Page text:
A lawyer friend called me recently. He needed a continuance, but his opposing counsel would not agree. My friend was not happy.
The rationale for a continuance was not unreasonable. It was not something super compelling, however. The case had been around a long time, so I could see how it would be sticky for defense counsel to agree. I would also guess that the other side suspected that the plaintiff might not be able to try the matter at all if held to the scheduled trial date. I don't think that is the situation, but I probably would have had the same suspicion.
My discussion made me think about when you should accommodate the other side and when you have to say no.
Illness, family deaths or other disasters are easy. No reasonable lawyer should oppose relief in such a circumstance. Almost all courts would grant it anyway - and you'd end up looking like a major jerk.
At the other end of the spectrum are situations where the other side has just not done what they should have done and now wants to be bailed out. You can't agree to delay the resolution of a client's matter just because the other side didn't do their job.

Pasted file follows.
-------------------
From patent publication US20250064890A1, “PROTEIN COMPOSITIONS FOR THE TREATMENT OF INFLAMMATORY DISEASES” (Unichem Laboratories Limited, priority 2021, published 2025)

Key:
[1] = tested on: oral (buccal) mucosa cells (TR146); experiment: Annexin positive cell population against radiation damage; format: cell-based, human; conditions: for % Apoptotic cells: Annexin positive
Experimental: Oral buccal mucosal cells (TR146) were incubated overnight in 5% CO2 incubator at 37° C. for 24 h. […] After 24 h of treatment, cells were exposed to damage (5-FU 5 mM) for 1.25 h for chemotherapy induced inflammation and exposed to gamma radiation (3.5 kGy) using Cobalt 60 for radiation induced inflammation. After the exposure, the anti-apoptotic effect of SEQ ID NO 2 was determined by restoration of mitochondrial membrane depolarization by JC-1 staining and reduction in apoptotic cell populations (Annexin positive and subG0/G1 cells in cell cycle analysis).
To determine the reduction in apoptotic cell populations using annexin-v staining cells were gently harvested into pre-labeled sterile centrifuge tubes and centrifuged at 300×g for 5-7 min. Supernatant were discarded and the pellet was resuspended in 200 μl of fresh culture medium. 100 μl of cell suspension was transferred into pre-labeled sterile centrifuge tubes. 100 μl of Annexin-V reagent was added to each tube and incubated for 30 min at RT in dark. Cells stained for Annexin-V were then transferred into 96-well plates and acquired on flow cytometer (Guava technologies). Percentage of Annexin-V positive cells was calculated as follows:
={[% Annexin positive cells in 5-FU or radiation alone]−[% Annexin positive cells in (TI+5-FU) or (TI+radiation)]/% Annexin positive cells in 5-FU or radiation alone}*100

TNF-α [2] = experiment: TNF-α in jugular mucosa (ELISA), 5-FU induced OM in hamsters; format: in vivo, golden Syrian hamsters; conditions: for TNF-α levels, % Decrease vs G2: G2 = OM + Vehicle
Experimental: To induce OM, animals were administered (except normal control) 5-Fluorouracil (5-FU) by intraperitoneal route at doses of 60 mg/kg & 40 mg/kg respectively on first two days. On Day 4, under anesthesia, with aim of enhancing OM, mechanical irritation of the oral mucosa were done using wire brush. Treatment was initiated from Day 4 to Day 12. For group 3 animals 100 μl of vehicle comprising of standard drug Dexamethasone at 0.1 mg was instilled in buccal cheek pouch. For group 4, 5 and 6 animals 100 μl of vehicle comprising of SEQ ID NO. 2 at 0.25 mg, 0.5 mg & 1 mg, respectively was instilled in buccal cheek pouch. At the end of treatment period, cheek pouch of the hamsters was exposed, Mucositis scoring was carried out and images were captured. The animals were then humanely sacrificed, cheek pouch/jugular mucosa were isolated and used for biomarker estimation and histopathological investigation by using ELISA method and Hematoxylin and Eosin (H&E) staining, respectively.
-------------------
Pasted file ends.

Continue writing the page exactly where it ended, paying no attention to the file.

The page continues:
As we all know, the large majority of situations fall between those two poles. The right call is often not clear at all.
Of course, the interests of your client are paramount, but even that gets murky quickly. For example, if a court is likely (but not certain) to agree with the other side, are you helping your client by objecting anyway? Picking needless fights hurts your credibility and burns goodwill, which by extension is not good for your client. On the other hand, you must consider the particular substantive position of that client, as well as their attitude and inclinations. You have to consider the peculiarities of your venue - and all courts have a distinct culture.
Trial lawyers constantly face such questions. It goes with the territory, for better or worse.
You learn quickly to assess the competing influences and make a decision.
The reality is that you sometimes end up making the wrong call. That also goes with the territory.
There is a joke about the standard lawyer response to almost any question being "it depends." Well, there is truth in humor: It really does depend.
In the end, I was not able to give my friend much helpful advice. If you seek my counsel, I will tell you what I think. In this instance, I couldn't say the other side was being unreasonable. Hence, I couldn't even provide much sympathy for his dilemma.
Being a trial lawyer too, my friend understood - just as I expected he would.